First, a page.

Even if the problem of motivation is solved, there is the question of just how much different people can be expected to learn. No one expects 6 year olds to learn calculus. Is it reasonable to expect half of twelfth graders to learn basic calculus? A quarter? Ten percent? No one knows.

            In most places today , teachers and administrators do not suffer directly when kids don’t learn. So it is easy to think that they have little motivation to teach well. I think that substantially underestimates how much they want their students to learn, and substantially overestimates how much could then be accomplished by a system of more direct rewards and punishments for the adults in the system.

            One reason I think this is the results for charters so far. For example, students in KIPP schools generally score better on standardized tests than their peers in traditional schools. But the difference is not that large, not even one grade level. Charters are still pretty new, but if there really was a lot of low hanging fruit, I think there would be schools with much better success records.

          • “What I am unsure about is what is *reasonably* possible.”

            Indeed.

            What you can, however, be assured of is that the current system is structurally indifferent to determining what’s reasonable. At least as the word “reasonable” is generally defined.

            Enjoying monopolistic indifference to the needs of those whom the current system of public education ostensibly serves the definition of “reasonable” is founded in that monopolistic status. Performance will gradually descend over time, as it has, until the lowest level of performance, at the highest possible price, is attained.

            Far from being inclined to explore the heights of what’s reasonable the motivations embedded in the structure of public education encourage the plumbing of the depths of performance. How much parents and the tax-paying public are willing to put up with, in terms of fiscal and professional irresponsibility, is the “reasonable” that the public education system is motivated to explore.

            So the question, within the context of the current system, isn’t how many kids is it reasonable to expect to learn calculus but how few. It’s my belief that that state of affairs has damaging repercussions all through public education and damaging repercussions on everything public education impinges upon.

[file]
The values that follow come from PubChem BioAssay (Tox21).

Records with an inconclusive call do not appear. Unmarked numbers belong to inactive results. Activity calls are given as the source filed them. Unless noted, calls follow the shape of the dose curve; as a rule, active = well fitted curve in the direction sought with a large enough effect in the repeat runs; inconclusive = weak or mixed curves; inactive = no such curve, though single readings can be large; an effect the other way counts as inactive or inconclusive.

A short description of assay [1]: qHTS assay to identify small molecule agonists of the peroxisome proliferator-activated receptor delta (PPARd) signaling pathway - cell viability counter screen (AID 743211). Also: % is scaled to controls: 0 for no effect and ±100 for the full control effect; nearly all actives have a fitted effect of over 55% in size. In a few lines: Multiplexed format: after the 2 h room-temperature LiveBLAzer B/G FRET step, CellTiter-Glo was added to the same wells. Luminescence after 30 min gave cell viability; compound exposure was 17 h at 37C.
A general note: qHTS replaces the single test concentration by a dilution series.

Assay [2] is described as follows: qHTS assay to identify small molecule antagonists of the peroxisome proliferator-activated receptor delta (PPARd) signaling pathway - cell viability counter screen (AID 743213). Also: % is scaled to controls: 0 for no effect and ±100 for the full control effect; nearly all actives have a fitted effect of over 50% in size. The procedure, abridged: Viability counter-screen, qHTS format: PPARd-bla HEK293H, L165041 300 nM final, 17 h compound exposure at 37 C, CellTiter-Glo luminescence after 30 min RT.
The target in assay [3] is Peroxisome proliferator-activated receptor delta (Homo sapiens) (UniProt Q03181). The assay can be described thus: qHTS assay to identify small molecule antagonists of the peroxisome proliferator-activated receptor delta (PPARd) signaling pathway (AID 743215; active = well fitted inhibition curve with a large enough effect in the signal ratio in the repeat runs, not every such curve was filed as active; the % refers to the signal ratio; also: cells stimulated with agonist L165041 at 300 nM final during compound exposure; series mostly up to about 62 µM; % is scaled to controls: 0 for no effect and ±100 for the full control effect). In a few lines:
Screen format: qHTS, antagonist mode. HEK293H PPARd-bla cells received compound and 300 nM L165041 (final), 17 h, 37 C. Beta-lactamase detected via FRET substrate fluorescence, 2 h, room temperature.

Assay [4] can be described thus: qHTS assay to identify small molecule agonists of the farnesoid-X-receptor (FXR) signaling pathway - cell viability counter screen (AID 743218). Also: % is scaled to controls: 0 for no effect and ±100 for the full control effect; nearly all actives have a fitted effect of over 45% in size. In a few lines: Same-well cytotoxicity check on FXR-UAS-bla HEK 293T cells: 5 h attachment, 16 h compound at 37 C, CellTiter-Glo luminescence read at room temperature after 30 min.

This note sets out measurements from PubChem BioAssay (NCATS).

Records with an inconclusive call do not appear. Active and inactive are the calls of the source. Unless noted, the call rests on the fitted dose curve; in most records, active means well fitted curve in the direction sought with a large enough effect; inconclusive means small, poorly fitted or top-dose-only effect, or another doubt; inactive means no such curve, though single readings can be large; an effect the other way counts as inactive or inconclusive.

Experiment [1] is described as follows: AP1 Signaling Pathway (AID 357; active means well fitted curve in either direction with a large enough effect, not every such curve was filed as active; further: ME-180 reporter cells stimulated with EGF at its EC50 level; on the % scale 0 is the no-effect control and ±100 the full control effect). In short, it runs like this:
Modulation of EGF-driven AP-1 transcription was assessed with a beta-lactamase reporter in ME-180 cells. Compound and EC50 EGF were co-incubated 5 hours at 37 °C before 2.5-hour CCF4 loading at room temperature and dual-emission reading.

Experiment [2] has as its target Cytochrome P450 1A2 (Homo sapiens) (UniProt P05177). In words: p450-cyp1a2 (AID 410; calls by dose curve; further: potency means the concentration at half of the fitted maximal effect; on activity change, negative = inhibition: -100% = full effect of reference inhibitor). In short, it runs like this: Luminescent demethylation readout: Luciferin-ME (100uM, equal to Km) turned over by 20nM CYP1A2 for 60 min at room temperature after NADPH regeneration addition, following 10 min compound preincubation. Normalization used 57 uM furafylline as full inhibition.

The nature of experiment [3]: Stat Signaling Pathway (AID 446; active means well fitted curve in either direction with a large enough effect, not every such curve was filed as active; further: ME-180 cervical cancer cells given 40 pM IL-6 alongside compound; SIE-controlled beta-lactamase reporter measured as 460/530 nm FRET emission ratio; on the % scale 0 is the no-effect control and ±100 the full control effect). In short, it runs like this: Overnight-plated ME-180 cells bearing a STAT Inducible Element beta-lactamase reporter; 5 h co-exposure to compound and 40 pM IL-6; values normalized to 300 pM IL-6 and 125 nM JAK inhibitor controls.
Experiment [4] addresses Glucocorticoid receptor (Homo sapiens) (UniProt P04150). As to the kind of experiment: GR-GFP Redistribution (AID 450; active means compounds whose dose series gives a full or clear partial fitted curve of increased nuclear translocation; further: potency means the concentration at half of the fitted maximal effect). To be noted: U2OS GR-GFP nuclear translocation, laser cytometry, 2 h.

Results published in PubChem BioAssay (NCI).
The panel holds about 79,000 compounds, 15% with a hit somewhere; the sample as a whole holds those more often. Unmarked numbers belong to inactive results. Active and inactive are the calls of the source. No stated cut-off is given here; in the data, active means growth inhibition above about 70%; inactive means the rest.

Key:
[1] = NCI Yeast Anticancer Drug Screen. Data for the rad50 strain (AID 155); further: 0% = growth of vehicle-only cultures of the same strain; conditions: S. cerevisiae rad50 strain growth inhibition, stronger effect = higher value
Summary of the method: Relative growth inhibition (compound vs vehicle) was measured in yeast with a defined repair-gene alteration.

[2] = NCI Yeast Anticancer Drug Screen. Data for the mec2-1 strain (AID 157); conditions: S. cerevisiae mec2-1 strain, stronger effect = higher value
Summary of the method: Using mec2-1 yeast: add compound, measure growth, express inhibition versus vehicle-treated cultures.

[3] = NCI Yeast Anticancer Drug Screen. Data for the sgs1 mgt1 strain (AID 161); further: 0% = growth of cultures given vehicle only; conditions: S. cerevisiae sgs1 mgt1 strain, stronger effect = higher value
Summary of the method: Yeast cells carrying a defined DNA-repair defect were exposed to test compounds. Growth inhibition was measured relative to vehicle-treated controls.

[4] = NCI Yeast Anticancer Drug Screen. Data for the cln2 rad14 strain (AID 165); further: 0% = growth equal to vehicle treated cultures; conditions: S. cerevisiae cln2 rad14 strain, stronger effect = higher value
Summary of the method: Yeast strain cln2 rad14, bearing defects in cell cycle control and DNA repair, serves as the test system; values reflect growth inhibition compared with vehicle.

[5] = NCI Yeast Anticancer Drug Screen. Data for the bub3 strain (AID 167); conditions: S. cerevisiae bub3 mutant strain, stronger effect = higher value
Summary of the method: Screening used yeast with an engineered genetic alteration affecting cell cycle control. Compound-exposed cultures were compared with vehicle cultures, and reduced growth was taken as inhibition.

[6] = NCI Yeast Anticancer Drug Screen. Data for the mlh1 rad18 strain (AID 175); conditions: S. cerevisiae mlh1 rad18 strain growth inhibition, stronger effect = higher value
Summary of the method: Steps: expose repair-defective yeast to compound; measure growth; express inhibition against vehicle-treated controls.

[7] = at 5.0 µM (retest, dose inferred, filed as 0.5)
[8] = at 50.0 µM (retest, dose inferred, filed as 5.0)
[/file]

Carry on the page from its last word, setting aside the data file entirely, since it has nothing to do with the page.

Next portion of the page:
• Roger Sweeny says:

            Three thoughts. Economics tells us that firms respond to competition, both actual and potential. Anything that could cause the firm to lose customers keeps it from acting like a pure monopolist. How effective the alternatives are is, of course, another question.

            1. Public schools are not monopolies. Different places have different schools. People decide where to live partly based on the local schools. Every major metropolitan area has at least one suburb where parents expect to get, and put pressure on the schools to get, the “best” education.

            2. Public schools are not monopolies. There are private schools. Of course, most people will have to “pay double” to go to a private school, which means that the average family income of kids going to private school will be relatively high. High income people tend to be more demanding. We can expect them to put pressure on private schools. To the extent that private schools can respond to that pressure, we can expect them to be different from and better than public schools.

            3. Private schools aren’t all that different from public schools. The same age/grade system. The same textbooks. Pretty much the same methods of instruction. When public schools started looking for “pay for performance” systems, there weren’t any already-developed private school ones that they could adopt.

  2. Richard Aubrey says:

    I believe her previous gig was in Newark. Might be some folks there staring at the ceiling these nights.

  3. If the charges hold up in court then this certainly a case of individual malfeasance on a massive scale. It is also an indication of a profoundly corrupt educational system in Atlanta.

  4. What IS it about Dr. Hall that allowed her to get away with this for so long? I just keep looking at her picture and wondering. . . .

  5. I’m sure that Dr Hall can’t be the only superintendent that got away with this sort of cheating. I wonder how many other superintendents around the country are wondering just who will rat them out when the time comes?